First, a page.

I had a right to my own political opinions. I am a Southern woman, born with Revolutionary blood in my veins. Freedom of speech and of thought were my birthright, guaranteed, signed, and sealed by the blood of our fathers. ~ Rose O’Neal Greenhow
On the way home from a usual night of frolicking, John O’Neale fell off his horse. That’s what his drinking buddy said, but upon further examination, too many wounds for one fall. Drinking buddy hanged. John left gambling debts. Maryland plantation lost. Children disbursed, daughters Maria Rosetta and Ellen Elizabeth O’Neal, were sent to live with an aunt who owned a boarding house in sight of the Whitehouse, more importantly, within firing range of the Whitehouse.
The D.C. atmosphere taught Rose the ways of politics and high society. She was a snob who was clever and outspoken. Among her friends: John C. Calhoun, Daniel Webster, and Stephen A. Douglas, Pathfinder John Fremont and his wife, writer Jessie Benton Fremont, diarist Mary Boykin Chesnut, Martin Van Buren, John Tyler, James Polk, and James Buchanan. Also: correspondents Jefferson Davis and General Pierre Beauregard, and mentor, Dolley Madison. Rose had a run in with Abe Lincoln. But before that run in, she married prominent Dr. Robert Greenhow. In 1854, Dr. Greenhow died leaving Rose to raise four daughters. She got by as a widow; it’s the correspondents that got her in trouble.
Rose sent a cryptic message to General Beauregard, information that changed the outcome of First Battle of Bull Run (also called Battle of Manassas). What should’ve been a skirmish became a war. Arrested by Allan Pinkerton (himself!) she was imprisoned within the walls of the boarding house with eight-year-old daughter, Little Rose. Lincoln released them and demanded Rose stay in Confederate territory until the war was over. That Southern sympathizing boarding house was taken over by the Union Army. It was John C. Calhoun who taught Rose the art of cryptic messaging.
South of the Mason Dixon, Rose was received with open arms. Jeff Davis sent her to Europe seeking financial backing where she was entertained by Napoleon III and Queen Victoria – got engaged to the Earl of Granville while there. Returning home, a U.S. gunner boat ran her blockade buster aground near North Carolina. Uncertain of which side of the Mason Dixon she was on, she jumped into a rowboat and paddled south where a large wave capsized her little boat. She drowned, because $2000 in gold was sewn into her underwear, along with a copy of her cryptic code, and manuscript, My Imprisonment.
I like to think of my distant cousin as an author, but in death Rose was thoroughly exposed. She’s been called many names: Wild Rose, Rebel Rose, Blushing Rose, Confederate Rose, and others (some not so good). Writers and Hollywood producers have had a field day with her adventurous life. NBC-TV series The Americans, The Rebellious Rose, The Rose and the Jackal, The Pinkertons, The Better Angels of Our Nature. Books, Wild Rose by Ann Blackman, The Rebel Rose by Ishbel Ross, Rose and Blockade Runners by George Johnson, Jr., Spy For The Confederacy by J.C. Nolan, Genteel Rebel by Sheila R. Phipps, RG, Confederate Secret Agent by Dorothy Fremont Grant, more including, My Imprisonment by Rose O’Neal Greenhow.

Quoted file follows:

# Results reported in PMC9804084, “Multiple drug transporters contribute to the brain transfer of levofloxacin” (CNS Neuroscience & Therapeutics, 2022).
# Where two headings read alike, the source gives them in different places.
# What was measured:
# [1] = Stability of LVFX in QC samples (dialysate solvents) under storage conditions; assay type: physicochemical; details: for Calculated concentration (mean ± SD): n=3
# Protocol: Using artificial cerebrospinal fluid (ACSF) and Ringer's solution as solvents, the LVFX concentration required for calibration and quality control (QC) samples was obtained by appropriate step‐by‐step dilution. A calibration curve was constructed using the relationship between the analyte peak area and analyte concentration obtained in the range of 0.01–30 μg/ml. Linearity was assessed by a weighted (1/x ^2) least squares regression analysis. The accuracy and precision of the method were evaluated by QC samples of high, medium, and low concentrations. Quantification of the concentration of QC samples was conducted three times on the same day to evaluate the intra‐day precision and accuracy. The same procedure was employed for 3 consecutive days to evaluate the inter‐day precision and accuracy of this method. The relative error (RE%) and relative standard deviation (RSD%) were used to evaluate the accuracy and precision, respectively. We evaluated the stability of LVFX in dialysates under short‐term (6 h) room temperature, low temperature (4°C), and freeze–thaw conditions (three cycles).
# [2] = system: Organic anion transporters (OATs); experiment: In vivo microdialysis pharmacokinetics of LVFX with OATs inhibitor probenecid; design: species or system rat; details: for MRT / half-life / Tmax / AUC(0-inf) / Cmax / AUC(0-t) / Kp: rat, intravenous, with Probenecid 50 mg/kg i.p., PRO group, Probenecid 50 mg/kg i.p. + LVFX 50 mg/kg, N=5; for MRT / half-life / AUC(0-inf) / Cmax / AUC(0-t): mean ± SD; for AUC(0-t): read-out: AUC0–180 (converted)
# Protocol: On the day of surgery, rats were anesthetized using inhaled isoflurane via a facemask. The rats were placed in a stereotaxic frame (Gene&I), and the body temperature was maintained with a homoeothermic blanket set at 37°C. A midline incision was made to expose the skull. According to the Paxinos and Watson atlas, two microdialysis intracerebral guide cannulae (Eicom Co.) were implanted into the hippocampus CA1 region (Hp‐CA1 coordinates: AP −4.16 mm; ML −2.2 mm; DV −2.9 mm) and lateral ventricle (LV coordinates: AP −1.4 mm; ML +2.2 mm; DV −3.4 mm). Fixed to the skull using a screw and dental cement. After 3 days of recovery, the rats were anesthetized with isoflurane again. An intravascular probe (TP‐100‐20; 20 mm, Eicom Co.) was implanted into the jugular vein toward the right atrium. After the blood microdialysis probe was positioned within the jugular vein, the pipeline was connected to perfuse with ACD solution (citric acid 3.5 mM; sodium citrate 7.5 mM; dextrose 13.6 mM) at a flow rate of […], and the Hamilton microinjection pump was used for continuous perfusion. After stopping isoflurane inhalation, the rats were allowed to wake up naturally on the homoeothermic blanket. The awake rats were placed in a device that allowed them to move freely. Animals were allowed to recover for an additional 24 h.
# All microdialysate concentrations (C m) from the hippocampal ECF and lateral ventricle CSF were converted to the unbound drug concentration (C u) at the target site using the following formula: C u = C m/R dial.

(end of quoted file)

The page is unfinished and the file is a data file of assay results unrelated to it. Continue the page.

Inscription at Find a Grave in Oakdale Cemetery in Wilmington, North Carolina, Tombstone: Rose O’Neal Greenhow 1814-1864 A Bearer of Dispatches for the Confederate Government
Historical Marker: Rose Greenhow, Confederate spy and Washington society woman. Drowned near Fort Fisher in 1864, while running Federal blockade. Grave 1 m. N.E.
Notes: Wild Rose by Ann Blackman, source.
Genealogy of Maria Rosetta O’Neal Greenhow: Parents were John O’Neale (1770-1817) and Eliza Henrietta Hamilton. Grandfather was Laurence O’Neale born about 1733 Fredrick County, Maryland. Great Grandfather was William O’Neale born about 1695, Frederick County, Maryland, died 1759 in Fredrick County, Maryland (his wife was Eleanor Ball). Great Great Grandfather was Joseph Owneill born about 1670, died 1747 in St. Mary’s County, Maryland.
Descendants of John O’Neale Prepared by the O’Neal Genealogical Association: John O’Neal, born about 1770, died on April 23,1817, in St. Paul’s Parish, Prince George Parish, Maryland, about age 47. John married Eliza Henrietta Hamilton on January 1, 1810, in Prince George’s County, Maryland. John O’Neal’s father: Laurence O’Neal. Footnote #21: Rebel Rose, Life of Rose O’Neal Greenhow, Confederate Spy by Ishbel Ross, Page 1.
Rose’s sister, Ellen Elizabeth O’Neal (1813-1897) married James Madison Cutts, nephew of James and Dolley Madison; Dolley referred to Ellen as My Pet. Ellen died at eighty-four, buried at Oak Hill Cemetery in Washington, D.C.